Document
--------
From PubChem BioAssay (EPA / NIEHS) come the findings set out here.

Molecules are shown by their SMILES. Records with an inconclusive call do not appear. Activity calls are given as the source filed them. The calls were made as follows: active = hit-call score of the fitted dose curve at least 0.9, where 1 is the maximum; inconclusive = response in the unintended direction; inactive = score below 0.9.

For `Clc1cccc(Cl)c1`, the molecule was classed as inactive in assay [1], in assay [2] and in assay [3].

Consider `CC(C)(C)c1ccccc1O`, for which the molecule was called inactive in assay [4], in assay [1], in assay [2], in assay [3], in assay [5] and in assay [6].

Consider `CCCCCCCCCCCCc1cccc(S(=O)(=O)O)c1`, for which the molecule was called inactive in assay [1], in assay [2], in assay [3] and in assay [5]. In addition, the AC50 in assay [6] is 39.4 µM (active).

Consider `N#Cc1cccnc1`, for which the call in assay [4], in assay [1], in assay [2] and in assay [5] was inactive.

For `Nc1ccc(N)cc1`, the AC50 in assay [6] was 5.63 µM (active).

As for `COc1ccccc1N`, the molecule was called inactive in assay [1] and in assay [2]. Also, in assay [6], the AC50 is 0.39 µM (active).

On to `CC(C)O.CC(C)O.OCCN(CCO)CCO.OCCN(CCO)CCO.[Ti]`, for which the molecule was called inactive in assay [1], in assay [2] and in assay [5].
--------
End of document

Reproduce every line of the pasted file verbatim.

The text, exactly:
From PubChem BioAssay (EPA / NIEHS) come the findings set out here.

Molecules are shown by their SMILES. Records with an inconclusive call do not appear. Activity calls are given as the source filed them. The calls were made as follows: active = hit-call score of the fitted dose curve at least 0.9, where 1 is the maximum; inconclusive = response in the unintended direction; inactive = score below 0.9.

For `Clc1cccc(Cl)c1`, the molecule was classed as inactive in assay [1], in assay [2] and in assay [3].

Consider `CC(C)(C)c1ccccc1O`, for which the molecule was called inactive in assay [4], in assay [1], in assay [2], in assay [3], in assay [5] and in assay [6].

Consider `CCCCCCCCCCCCc1cccc(S(=O)(=O)O)c1`, for which the molecule was called inactive in assay [1], in assay [2], in assay [3] and in assay [5]. In addition, the AC50 in assay [6] is 39.4 µM (active).

Consider `N#Cc1cccnc1`, for which the call in assay [4], in assay [1], in assay [2] and in assay [5] was inactive.

For `Nc1ccc(N)cc1`, the AC50 in assay [6] was 5.63 µM (active).

As for `COc1ccccc1N`, the molecule was called inactive in assay [1] and in assay [2]. Also, in assay [6], the AC50 is 0.39 µM (active).

On to `CC(C)O.CC(C)O.OCCN(CCO)CCO.OCCN(CCO)CCO.[Ti]`, for which the molecule was called inactive in assay [1], in assay [2] and in assay [5].